RSVP’s Mard Ko Dard Nahin Hota (The Man Who Feels No Pain at the fest) has outdone several Hollywood heavyweights to claim the People’s Choice Midnight Madness Award at 43rd edition of the Toronto International Film Festival (TIFF). The Ronnie Screwvala production was in contention with Iron Man 3 director Shane Black’s The Predator, David Gordon Green’s Halloween featuring BAFTA-winning actress Jamie Lee Curtis and Sam Levinson’s Assassination Nation, among others.
The award, which was instated in 2009, is presented to the film that is rated as the most popular among the underground and cult titles in contention. At each screening, attendees are invited to vote for the film by leaving their ticket stubs in voting boxes outside the theatre post the show.
An elated Vasan Bala says, “The standing ovation his film received on September 14 will forever remain etched in his memory. The section had some great genre filmmakers from around the world who have been making the best films for years. Just being among them was amazing, so this outcome has come out of the blue. From being a fan-boy of these filmmakers to contending with them, it has been an incredible journey.”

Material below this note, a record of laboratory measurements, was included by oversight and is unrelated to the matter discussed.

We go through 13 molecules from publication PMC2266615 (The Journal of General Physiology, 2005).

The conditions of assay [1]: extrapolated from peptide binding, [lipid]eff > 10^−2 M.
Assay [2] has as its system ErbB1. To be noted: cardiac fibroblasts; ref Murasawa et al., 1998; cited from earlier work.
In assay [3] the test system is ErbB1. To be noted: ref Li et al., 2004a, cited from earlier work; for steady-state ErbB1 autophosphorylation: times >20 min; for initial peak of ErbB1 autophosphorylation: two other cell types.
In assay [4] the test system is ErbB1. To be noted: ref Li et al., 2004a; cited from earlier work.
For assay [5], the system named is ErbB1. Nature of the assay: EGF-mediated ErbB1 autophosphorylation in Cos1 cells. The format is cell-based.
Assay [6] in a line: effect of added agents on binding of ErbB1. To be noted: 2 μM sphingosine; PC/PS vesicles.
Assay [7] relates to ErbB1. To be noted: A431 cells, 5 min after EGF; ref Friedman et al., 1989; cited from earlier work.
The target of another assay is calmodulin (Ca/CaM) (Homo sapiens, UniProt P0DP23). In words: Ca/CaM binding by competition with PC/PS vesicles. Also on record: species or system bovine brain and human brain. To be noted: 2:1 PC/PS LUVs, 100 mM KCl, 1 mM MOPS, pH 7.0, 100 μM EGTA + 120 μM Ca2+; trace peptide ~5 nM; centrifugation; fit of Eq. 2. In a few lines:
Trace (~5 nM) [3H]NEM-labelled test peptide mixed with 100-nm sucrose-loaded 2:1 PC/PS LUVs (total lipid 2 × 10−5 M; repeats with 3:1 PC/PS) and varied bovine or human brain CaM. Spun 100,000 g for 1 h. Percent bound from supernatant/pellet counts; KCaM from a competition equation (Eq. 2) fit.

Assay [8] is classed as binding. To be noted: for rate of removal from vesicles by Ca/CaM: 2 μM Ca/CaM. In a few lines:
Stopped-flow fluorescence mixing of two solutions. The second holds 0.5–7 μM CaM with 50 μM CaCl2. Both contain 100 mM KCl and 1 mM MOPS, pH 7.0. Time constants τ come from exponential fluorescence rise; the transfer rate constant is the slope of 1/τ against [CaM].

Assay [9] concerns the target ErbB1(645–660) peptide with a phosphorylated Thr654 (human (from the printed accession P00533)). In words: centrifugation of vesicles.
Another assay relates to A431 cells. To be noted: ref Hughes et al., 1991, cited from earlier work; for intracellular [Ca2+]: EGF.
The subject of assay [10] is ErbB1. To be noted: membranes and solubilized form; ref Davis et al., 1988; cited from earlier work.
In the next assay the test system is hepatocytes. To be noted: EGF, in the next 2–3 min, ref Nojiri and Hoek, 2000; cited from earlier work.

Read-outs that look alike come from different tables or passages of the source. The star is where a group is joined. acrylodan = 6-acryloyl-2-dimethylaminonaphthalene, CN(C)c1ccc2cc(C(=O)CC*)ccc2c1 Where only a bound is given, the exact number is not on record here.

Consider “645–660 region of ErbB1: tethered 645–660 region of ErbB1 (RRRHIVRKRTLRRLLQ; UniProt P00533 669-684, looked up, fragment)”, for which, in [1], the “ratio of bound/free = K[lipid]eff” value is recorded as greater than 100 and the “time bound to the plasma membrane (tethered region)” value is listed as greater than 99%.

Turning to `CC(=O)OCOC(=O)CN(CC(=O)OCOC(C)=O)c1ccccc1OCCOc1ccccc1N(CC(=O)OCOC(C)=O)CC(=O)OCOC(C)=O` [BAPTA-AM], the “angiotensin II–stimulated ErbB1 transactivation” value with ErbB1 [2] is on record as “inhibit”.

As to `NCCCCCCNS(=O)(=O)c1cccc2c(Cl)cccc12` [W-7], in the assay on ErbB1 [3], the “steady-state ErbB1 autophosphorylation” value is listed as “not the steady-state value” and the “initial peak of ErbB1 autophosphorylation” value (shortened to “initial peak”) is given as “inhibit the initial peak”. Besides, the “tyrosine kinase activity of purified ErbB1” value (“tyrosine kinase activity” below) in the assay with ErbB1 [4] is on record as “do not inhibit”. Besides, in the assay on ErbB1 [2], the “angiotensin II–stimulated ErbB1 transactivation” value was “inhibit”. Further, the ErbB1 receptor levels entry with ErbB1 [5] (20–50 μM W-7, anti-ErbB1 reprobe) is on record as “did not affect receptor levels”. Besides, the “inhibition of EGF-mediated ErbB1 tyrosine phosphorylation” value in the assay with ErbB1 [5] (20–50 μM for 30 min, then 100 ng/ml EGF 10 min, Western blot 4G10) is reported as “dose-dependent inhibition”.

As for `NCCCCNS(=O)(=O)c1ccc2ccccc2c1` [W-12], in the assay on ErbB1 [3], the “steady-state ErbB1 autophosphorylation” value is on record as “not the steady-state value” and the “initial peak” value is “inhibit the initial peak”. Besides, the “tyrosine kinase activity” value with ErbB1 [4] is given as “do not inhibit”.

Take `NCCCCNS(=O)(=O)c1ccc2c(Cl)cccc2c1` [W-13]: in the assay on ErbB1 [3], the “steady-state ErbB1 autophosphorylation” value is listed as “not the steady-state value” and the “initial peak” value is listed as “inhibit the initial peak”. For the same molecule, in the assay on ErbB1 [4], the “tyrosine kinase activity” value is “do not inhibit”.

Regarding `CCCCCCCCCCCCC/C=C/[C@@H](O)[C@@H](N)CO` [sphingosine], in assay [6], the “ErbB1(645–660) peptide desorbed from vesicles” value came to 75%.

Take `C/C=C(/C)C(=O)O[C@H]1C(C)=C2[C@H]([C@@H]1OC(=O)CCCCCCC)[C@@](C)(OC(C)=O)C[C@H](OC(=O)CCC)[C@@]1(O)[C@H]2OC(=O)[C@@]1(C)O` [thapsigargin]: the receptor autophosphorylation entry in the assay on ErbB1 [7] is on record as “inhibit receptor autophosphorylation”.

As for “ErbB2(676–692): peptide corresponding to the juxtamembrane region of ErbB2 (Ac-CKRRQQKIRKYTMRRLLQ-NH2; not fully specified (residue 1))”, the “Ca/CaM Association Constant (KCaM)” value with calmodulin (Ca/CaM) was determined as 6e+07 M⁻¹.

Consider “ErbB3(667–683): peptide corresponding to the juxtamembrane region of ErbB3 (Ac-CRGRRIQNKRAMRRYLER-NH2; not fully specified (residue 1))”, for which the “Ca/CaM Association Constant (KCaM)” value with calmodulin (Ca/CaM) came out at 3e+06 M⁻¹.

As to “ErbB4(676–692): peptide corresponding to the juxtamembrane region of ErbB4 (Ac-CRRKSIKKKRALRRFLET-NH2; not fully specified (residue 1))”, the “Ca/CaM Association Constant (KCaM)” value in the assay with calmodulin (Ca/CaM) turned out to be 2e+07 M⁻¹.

Speaking of fanboy moments, Vasan informs that seeing his favourite stars in person was another highlight for him at the fest. He saw Paul Greengrass, who has made three films in the Bourne series, in the corridor of his hotel, and came across Bradley Cooper and Robert Pattinson at the Roma premiere. “The director, Alfonso Cuaron, was just 20 feet away from me,” he exclaims.
Commenting on the same Ronnie Screwvala said, “I am ecstatic with the win and equally thrilled that it is a first for an Indian film. We are always striving to push the boundaries of story-telling and genres and Vasan has made his mark with his debut entry in direction.”
Mard Ko Dard Nahin Hota marks the acting debut of Bhagyashree’s son Abhimanyu Dassani as a man who suffers from a rare condition called congenital insensitivity to pain. Using it to his advantage, he wants to rid his city of petty thieves. “It is like a homage to all the martial arts film I grew up on and is partly inspired by the relationship I shared with my grandfather,” Vasan adds.